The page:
I was recently asked what I thought about content management systems (CMS); how content should be developed; whether generational differences should be considered; and how to keep content relevant. The best example of a CMS is the Web. There is relevant and irrelevant content. The relevant content is often found through referrals. This may be in terms of ratings, curation by a trusted party, or from a known source. Referrals can be pushed, through something like a subscription service, or pulled from knowledge networks when there is an immediate need for information. People with more diverse and deep knowledge networks get better information.
So what does a CMS have to do with it? Not much.
I was also asked about the best ways for “creating and gathering internal enterprise content, organizing and maintaining that content and making it easily accessible to employees and other stakeholders”. The CMS does not really enable any of this. It’s all about people: those who seek knowledge, make sense of it, and share it. The better they do these three components of PKM, then the better content an organization will have. I have explained this in a simpler approach to knowledge management. It is also a simpler approach to content management. Just let people do it.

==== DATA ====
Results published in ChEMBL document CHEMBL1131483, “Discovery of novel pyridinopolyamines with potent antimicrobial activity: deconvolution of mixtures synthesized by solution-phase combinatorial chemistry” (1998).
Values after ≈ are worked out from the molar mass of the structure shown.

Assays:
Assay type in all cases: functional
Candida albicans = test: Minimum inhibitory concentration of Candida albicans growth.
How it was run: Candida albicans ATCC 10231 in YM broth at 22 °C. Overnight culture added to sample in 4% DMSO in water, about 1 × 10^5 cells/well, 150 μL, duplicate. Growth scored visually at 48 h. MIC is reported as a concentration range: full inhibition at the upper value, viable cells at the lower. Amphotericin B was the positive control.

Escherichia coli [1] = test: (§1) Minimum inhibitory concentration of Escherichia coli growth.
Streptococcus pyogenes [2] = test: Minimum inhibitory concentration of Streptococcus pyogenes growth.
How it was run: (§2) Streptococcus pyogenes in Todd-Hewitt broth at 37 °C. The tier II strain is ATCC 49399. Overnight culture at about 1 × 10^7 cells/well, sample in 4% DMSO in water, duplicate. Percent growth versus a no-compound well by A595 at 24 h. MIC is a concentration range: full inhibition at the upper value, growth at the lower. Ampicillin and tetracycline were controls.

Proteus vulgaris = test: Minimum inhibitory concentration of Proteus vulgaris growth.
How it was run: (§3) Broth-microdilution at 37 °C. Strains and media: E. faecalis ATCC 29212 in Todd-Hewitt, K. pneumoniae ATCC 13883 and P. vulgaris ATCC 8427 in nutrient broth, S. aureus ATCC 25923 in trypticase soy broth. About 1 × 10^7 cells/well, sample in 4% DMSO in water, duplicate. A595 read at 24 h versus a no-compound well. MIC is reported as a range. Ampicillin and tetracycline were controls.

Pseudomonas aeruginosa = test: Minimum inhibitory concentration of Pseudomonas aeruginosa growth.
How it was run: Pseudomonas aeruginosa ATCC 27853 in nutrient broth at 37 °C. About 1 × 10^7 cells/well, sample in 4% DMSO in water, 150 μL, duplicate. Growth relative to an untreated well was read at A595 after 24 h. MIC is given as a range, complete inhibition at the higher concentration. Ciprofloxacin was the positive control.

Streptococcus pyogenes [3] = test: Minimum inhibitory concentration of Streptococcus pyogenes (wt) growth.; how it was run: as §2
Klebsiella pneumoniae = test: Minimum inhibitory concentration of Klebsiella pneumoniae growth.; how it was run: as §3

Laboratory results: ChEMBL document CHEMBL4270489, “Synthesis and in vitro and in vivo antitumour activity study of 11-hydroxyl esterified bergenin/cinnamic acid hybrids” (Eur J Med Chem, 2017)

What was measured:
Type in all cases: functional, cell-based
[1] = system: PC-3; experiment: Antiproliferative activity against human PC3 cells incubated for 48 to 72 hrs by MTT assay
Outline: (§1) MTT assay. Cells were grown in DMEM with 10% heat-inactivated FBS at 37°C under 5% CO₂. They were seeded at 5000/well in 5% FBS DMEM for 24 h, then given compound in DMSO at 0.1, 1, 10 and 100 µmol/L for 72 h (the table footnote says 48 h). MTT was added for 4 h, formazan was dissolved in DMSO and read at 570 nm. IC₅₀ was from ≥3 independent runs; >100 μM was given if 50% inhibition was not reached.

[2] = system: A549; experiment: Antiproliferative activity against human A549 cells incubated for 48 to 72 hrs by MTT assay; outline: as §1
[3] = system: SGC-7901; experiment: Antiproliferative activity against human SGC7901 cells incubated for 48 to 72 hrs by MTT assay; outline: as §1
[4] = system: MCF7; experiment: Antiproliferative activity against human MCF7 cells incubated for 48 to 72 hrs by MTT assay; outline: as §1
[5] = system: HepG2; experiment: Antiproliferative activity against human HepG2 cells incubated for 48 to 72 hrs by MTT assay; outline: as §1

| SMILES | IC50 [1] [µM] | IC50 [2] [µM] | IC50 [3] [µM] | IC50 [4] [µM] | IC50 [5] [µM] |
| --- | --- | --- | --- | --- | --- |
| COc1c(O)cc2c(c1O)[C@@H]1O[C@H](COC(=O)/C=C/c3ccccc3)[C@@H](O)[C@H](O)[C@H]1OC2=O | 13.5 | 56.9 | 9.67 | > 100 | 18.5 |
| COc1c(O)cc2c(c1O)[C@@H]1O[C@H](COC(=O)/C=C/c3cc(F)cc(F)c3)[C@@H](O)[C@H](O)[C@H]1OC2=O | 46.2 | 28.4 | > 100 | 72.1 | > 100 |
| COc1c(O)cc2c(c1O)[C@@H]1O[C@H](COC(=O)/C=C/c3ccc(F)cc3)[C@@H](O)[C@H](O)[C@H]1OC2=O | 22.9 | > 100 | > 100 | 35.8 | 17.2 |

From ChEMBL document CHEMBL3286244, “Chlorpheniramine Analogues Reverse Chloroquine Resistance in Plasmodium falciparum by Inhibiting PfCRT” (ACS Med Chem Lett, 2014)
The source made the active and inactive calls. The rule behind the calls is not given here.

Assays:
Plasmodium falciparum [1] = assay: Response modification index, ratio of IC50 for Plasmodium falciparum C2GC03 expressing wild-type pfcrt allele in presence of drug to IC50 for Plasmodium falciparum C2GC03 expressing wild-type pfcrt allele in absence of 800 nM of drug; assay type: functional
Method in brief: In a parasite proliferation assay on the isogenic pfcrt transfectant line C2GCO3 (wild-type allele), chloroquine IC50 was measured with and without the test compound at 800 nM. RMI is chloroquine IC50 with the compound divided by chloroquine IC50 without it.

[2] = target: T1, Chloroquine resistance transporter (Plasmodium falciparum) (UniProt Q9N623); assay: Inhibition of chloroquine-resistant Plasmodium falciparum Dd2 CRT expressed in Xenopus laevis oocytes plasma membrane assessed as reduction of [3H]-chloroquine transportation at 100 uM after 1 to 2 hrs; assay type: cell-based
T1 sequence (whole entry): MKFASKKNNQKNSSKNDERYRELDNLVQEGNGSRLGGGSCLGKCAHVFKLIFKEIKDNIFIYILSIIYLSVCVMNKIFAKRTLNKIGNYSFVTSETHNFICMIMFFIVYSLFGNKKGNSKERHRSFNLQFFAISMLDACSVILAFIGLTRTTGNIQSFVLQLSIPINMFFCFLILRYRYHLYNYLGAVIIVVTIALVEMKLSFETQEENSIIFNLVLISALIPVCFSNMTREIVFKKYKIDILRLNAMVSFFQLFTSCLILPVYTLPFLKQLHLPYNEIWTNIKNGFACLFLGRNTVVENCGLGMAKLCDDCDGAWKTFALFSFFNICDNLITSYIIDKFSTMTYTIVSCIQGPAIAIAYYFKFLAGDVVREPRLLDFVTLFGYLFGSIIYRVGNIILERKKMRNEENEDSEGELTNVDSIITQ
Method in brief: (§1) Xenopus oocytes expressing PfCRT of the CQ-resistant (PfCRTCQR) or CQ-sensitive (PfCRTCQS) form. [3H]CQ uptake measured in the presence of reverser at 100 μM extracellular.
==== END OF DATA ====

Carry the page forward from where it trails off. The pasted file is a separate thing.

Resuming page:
Using the example of the web, enable all workers to use easy content creation and sharing tools. Put the internet inside the organization. Focus on removing barriers to knowledge-sharing, like Twitter. Nurture a culture of learning out loud, sharing knowledge like YouTube. Appoint staff to work as curators, like Wikipedia. Let people comment upon and rate content, like Amazon. Focus on the visual, like Pinterest or Instagram.
While good content management cannot be done without technology, it’s not about the technology. It’s 90% people.